“Wind and solar powered generation is expanding, but one challenge we face is how to store that energy when the sun isn’t shining or the wind isn’t blowing.” Those words were recently uttered by Microsoft’s co-founder, Bill Gates, during a Twitter discussion of his investment in three energy companies via his Gates Foundation supported by Breakthrough Energy Ventures (BEV) Fund.
Gates’ statement and his creation of the BEV fund with other billionaires including Amazon founder, Jeff Bezos, and former New York Mayor, Mike Bloomberg, illustrate the crucial financial backing that energy storage technologies are attracting in order to harness fully the electric output potential of renewable energy resources like wind and solar. These financial strides suggest the blossoming development of new energy storage technologies like those of Malta inc., which stores electricity in a molten salt and chilled liquid form, and refocuses attention on an age-old energy storage solution like pumped storage.
At a recent U.S. Senate Energy and Natural Resources Committee hearing on Energy Storage technologies, the senior Democratic member of the Committee, Sen. Joe Manchin (D-WV), noted how pumped [hydro]storage accounts for 95% of the current energy storage capacity. Pumped storage works in two stages using an upper and lower reservoir. When there is excess electricity, water is pumped up to the upper reservoir for storage. When electricity demand is tight, or at its peak, water from the upper reservoir is released through a hydropower turbine producing power. Such a pumped storage facility at Raccoon Mountain in Tennessee, for example, is the largest single hydroelectric project in the Tennessee Valley Authority system.
There are currently 24 permitted and operational pumped storage facilities in the U.S. with a total capacity of 16,500 MW (1 MW powers approximately 750 homes instantaneously). The Federal Energy Regulatory Commission (FERC) has also issued construction permits for other facilities like the Eagle Mountain Pumped Storage Project in Southern California.
Given the surge in applications flooding the FERC, pumped storage will continue to play a role in harnessing renewable energy. Yet, pumped hydropower storage is the not the only pumped storage technology being utilized to meet electricity needs quickly during greatest demand. In McIntosh, Alabama, resides one of two Compressed Air Energy Storage Units (CAES) in the world and the only facility in the U.S. Operated by Power South Energy Cooperative, the CAES unit pumps air into a cavern during periods of excess electricity demand. The air is stored at a compression rate of 1,100 pounds per square inch. When electricity demand is at its greatest, the compressed air is released to produce 110 MW of power within 14 minutes.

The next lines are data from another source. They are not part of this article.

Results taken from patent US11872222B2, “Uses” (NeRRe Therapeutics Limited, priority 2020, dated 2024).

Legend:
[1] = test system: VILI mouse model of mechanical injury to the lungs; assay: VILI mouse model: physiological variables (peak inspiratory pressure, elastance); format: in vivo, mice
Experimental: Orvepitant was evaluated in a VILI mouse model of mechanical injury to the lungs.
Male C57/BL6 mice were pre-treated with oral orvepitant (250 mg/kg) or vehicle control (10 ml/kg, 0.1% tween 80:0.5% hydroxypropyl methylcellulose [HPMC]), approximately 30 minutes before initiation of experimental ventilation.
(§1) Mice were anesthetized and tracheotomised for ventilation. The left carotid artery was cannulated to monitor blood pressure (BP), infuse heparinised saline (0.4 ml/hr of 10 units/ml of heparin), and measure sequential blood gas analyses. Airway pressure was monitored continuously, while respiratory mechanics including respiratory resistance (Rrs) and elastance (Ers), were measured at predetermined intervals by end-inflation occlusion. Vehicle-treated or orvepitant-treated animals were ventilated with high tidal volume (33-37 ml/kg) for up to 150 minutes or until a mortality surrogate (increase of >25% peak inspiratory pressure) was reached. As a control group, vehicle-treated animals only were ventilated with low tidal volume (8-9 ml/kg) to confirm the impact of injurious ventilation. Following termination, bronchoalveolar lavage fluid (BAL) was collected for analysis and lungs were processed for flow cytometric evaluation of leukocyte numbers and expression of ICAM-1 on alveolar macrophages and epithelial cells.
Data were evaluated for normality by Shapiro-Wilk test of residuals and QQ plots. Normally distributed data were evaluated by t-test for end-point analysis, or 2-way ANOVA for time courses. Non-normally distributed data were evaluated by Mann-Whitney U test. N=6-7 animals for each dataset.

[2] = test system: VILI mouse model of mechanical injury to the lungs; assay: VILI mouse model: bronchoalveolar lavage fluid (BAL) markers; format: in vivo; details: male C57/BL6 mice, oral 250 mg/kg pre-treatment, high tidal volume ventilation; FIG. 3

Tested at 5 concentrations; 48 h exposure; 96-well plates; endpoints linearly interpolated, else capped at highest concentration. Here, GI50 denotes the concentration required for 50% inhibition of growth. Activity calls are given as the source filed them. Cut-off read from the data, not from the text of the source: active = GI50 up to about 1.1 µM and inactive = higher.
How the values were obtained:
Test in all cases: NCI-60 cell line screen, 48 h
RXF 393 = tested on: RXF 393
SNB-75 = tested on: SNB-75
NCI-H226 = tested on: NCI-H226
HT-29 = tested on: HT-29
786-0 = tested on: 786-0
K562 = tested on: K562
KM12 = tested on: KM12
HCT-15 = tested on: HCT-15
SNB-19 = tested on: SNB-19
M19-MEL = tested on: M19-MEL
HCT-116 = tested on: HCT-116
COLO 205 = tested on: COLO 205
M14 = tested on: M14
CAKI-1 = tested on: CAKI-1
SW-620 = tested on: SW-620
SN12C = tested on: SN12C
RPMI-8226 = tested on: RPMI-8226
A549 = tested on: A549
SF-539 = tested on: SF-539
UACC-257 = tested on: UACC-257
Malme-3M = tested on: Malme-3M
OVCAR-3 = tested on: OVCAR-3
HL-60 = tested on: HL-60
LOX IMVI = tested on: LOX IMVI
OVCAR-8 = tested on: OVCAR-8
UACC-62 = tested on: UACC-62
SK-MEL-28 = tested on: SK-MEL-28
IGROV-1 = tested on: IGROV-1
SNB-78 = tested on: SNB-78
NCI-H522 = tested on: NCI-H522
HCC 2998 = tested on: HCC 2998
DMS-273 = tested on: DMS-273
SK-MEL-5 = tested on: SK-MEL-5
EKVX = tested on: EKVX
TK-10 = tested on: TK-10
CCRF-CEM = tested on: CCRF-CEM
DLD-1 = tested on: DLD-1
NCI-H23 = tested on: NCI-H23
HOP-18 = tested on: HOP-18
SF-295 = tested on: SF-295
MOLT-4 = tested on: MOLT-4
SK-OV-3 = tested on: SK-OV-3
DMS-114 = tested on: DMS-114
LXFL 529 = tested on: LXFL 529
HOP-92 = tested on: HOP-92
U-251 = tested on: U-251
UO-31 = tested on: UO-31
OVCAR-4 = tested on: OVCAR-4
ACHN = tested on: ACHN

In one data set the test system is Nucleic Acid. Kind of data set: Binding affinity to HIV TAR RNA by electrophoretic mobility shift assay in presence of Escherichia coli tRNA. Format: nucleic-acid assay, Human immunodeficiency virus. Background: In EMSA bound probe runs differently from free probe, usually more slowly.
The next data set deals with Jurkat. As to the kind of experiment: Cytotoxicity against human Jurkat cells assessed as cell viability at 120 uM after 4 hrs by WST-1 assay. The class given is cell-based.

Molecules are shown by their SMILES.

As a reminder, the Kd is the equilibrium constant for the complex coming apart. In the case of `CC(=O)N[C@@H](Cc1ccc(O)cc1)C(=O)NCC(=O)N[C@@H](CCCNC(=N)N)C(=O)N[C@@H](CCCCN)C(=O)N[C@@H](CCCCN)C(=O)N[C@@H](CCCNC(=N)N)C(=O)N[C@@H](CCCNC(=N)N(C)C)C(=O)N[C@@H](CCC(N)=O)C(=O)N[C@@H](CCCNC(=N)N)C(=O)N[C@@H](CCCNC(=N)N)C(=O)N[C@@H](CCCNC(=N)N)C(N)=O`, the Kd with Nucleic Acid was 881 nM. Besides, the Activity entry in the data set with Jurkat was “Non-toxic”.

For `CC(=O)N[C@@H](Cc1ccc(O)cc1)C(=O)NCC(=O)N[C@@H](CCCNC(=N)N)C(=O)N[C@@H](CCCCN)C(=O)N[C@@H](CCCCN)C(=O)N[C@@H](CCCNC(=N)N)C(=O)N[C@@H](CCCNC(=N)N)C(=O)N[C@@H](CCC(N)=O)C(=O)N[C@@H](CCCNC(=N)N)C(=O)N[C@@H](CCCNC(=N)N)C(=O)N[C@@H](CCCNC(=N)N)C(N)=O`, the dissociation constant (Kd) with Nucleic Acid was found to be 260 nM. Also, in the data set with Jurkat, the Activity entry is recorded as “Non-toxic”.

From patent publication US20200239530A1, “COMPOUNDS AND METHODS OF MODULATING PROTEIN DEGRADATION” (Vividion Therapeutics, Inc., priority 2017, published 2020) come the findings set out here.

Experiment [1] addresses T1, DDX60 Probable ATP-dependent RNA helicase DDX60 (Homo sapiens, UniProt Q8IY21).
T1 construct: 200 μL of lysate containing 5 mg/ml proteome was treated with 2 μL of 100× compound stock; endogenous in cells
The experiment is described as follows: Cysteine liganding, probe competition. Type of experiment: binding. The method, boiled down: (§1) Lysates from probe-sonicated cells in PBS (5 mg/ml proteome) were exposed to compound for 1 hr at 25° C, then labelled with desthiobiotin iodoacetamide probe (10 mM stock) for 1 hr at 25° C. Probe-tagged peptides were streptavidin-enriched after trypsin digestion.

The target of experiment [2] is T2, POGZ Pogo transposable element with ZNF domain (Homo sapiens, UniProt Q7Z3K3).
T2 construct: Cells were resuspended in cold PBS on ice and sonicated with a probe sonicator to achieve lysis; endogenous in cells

The CAES Unit at Power South is an innovative storage solution that dates back to 1991 when sources of renewable energy were not as prevalent as they are in today’s marketplace. Today, new energy storage technologies, particularly advancements in battery storage, are creating an environment where utility-scale renewable energy projects coupled with state-of-the-art storage are becoming increasingly competitive to power supply proposals from coal and natural gas projects.
Xcel Energy’s Colorado Energy plan is indicative of the evolution. Ben Fowke, Xcel’s CEO, during testimony before the Senate Energy Committee, noted that his utility had selected two proposals that would couple 600 MW of grid-scale solar with 275 MW of grid scale battery storage. These two bids beat out proposals from natural gas proposals and led the Arizona Corporation commission to impose a nine-month moratorium on the approval of new large natural gas facilities in the state. Fowke was right to note in this testimony that these “…bids showed the nation that energy storage has arrived as a grid resource.”
Energy Fairness has always advocated for fact-based conservations with policymakers and consumers about what it takes to maintain an affordable and reliable supply of energy. The facts are clear: with investments from the likes of Bill Gates, Jeff Bezos and others, new energy storage technologies will continue to evolve to a point where they will solve the age-old conundrum of how to capture energy produced from intermittent renewable resources like wind and solar. With the right investments and approaches, such energy sources can continue carving out their place as part of a broad mix of options to power America.